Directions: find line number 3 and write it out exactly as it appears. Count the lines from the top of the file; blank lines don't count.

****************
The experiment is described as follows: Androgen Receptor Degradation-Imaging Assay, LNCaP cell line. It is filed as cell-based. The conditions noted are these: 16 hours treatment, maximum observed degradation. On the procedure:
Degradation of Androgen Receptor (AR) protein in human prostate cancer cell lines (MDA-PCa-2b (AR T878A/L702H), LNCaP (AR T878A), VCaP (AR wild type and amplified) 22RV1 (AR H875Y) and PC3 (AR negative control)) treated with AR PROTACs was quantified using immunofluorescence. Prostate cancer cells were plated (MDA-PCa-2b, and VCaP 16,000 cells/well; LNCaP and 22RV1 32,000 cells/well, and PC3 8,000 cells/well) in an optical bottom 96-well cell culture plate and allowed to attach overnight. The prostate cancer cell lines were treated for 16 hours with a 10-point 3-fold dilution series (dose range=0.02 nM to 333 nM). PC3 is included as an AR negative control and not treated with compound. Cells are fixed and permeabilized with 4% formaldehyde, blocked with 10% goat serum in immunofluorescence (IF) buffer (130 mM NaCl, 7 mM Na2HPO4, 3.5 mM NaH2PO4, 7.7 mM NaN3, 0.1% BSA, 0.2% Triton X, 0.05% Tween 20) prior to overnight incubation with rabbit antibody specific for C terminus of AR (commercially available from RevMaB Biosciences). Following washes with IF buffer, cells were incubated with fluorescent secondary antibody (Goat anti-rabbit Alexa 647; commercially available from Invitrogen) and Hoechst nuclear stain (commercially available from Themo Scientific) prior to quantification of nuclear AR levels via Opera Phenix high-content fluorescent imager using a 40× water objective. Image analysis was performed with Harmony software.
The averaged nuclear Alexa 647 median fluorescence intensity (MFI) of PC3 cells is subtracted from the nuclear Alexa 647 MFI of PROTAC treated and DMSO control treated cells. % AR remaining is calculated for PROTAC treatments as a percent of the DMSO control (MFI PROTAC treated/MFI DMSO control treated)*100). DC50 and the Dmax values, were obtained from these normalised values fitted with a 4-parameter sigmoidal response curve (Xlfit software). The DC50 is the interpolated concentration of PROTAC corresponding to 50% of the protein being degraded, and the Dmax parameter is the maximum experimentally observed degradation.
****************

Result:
The averaged nuclear Alexa 647 median fluorescence intensity (MFI) of PC3 cells is subtracted from the nuclear Alexa 647 MFI of PROTAC treated and DMSO control treated cells. % AR remaining is calculated for PROTAC treatments as a percent of the DMSO control (MFI PROTAC treated/MFI DMSO control treated)*100). DC50 and the Dmax values, were obtained from these normalised values fitted with a 4-parameter sigmoidal response curve (Xlfit software). The DC50 is the interpolated concentration of PROTAC corresponding to 50% of the protein being degraded, and the Dmax parameter is the maximum experimentally observed degradation.